A History of Korean Gaming
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열림 기획 Open Production
94 슈퍼 월드 컵 축구 ('94 Super World Cup Chukku) - Master System (July 1, 1994)
Korean sports games outside of the arcades used to be a rare breed, and '94 Super World Cup Chukku (chukku means soccer) is one of the only two examples for a home console.
According to the company history quoted above, '94 Super World Cup Chukku has been developed from the get go in cooperation with Innovation, but was ultimately only released in Korea.
장풍 3 (Jang Pung 3) - Master System, Mega Drive (October 1994)
The sequel to the above trainwreck Street Fighter II clone, Jang Pung 3 brings the series from one of the worst 8-bit fighting games to one of the best in less than a year— quite an accomplishment for the young programmer and director Lee Sanghun. While Jang Pung II was no more than a pirate version of Street Fighter II, this game features an all-original cast of stately 12 characters. It also features one of the greatest fighting game stories ever told, about the global threat of a neo nazi cyborg and the world's strongest fighters, which gather to stop its evil doings.
The controls are astonishingly responsive for an 8-bit fighter, and while the characters' movelists are limited through the Master System's 2-button pad, every combatant has his or her selection of trademark special moves. The lack of grappling maneuvers is a bummer, though. Many characters are stock fighting game material, most interesting are the overweight couple Bruno and Mrs.Bruno, as well as the nazi cyborg. A few come from places usually not seen in a fighting game, like Budapest (Hungary) or Sarajevo (Bosnia and Herzegovina). Director and Programmer Lee Sanghun also kinda self-inserted himself with the Korean character Sanghun.
But Jang Pung 3 is impressive also from a technical standpoint. Everything runs as smooth as it gets, some animations are just stunning and each of the twelve characters has his own stage and skillfully arranged music, at least for the most. Only very few tunes sound like the sound chip in one's console is broken. Had this game been released at the height of the Master System, it could have caused quite a commotion. In 1994, however, with the 32-bit generation knocking on the door, it completely went under. Maybe they should have licensed it to TecToy, then this might have had become popular in Brazil.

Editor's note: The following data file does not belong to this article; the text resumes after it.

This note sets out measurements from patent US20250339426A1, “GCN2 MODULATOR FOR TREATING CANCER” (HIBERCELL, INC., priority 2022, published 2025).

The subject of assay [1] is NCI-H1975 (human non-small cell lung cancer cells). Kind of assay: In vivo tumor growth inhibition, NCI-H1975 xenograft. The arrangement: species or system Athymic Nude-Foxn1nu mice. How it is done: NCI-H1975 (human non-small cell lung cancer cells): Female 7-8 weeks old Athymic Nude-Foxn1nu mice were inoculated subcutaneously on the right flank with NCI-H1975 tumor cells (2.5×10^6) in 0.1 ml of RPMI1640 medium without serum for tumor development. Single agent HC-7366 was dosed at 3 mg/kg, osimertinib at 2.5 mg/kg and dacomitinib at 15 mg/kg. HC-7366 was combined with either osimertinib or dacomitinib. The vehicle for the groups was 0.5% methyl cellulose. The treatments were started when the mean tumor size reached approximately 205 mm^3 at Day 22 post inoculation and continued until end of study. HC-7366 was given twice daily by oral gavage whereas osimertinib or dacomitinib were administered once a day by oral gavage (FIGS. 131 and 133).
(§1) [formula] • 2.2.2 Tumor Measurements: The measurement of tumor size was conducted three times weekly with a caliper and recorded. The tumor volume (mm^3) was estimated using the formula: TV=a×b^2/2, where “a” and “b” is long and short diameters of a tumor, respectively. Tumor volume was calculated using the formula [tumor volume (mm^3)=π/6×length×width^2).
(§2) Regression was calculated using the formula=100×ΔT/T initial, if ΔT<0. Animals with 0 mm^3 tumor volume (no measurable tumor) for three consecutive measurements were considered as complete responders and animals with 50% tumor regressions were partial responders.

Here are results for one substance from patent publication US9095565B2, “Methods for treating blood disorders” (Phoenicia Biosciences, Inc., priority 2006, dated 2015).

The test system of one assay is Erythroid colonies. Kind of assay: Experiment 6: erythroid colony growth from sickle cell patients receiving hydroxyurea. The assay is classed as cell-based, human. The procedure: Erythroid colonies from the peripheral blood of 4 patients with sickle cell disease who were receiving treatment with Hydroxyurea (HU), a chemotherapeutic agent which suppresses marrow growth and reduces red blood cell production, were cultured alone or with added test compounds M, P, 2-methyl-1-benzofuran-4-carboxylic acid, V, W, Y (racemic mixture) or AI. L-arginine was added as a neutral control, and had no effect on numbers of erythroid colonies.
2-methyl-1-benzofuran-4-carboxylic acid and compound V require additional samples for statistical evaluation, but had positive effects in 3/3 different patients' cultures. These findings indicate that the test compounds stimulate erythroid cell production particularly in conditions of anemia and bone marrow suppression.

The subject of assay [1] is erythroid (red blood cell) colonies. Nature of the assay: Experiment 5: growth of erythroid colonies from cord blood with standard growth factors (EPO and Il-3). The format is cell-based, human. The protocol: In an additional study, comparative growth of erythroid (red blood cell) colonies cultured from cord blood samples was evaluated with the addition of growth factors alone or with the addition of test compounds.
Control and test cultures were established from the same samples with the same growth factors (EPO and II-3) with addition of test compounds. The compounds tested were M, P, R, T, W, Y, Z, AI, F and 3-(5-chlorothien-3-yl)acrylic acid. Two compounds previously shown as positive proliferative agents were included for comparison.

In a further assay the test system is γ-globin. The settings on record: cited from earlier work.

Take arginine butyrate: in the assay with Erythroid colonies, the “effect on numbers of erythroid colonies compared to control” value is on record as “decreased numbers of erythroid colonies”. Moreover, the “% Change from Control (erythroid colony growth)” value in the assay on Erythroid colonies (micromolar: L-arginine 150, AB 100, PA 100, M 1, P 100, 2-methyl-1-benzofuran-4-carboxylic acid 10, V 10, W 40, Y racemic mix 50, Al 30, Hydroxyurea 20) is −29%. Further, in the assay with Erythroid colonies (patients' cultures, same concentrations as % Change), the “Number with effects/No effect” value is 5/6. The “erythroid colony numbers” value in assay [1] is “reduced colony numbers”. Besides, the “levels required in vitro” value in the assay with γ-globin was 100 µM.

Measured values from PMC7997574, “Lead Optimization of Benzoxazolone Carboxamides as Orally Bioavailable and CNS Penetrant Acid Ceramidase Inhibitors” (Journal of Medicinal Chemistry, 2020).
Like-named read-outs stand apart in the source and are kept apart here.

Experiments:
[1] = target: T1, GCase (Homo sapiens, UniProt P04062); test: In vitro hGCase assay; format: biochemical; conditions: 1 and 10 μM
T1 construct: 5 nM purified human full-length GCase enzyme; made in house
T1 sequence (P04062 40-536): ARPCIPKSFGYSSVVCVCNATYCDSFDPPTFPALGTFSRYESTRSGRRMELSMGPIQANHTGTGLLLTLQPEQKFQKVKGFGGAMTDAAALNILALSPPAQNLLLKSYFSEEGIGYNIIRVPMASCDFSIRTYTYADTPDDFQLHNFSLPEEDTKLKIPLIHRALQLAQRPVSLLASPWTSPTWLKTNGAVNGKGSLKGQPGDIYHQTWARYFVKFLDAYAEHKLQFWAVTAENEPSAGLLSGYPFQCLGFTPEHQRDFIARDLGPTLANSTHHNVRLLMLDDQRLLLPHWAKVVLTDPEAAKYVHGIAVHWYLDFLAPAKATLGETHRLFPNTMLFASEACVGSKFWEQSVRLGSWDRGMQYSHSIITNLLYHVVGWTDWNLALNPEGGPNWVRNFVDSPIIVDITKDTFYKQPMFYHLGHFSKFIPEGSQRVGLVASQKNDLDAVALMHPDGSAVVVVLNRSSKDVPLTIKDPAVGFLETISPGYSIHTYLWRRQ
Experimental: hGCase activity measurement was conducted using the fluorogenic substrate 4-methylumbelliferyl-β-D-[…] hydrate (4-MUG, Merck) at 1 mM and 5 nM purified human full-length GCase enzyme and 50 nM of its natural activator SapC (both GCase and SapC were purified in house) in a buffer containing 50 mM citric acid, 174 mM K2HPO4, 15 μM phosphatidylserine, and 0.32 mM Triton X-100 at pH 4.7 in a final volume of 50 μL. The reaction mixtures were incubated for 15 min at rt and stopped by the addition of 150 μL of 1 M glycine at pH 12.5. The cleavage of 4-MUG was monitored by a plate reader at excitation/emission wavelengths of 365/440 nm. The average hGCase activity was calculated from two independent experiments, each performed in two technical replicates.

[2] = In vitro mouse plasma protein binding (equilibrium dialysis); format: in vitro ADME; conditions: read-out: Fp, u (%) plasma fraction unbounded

三国志 III: 천하쟁패 (Samgukji III: Cheonha Jaengpae) - Master System, Mega Drive (1994)
Samgukji 3 is a port of Panda Software's famous Sango Fighter, although it is unknown whether or not it had the blessing of the Taiwanese company. Only seven of the playable characters made it onto the 8 megabit cart, which is puzzling after Jang Pung 3 managed to squeeze 12 into the same size, but the Korean version is actually much more playable than its big brother from the PC. The fighting engine is basically the same as in Jang Pung 3.
Bubble Bobble - Game Gear (1994)
When Taito decided to release their most famous game for the Game Gear, they outsourced the programming to Open. Maybe they got wind that the Jung brothers, formerly of team MbitM and venusprojecterienced in porting Bubble Bobble to MSX twice, were with the Korean company. At any rate, both were involved with the development of this port.
YS는 잘 맞춰 (YS-neun jal Matchwo) / Hello Mr. President - IBM PC (December 14, 1994)
In 1995, Open gave up the home consoles and started developing for the PC, following a trend that was already dominating the industry at that time. Hello Mr. President throws several contemporary (and some outdated) heads of states from all around the world into the ring, kinda like a re-imagening of Domark's Spitting Image, only much less evil-spirited. But this is no pure fighting game, the main play mode also involves a board game with various quiz and mini games, and the success or failure here determines the initial amount of health for the fight (but the fighter can be played without the board game part, too).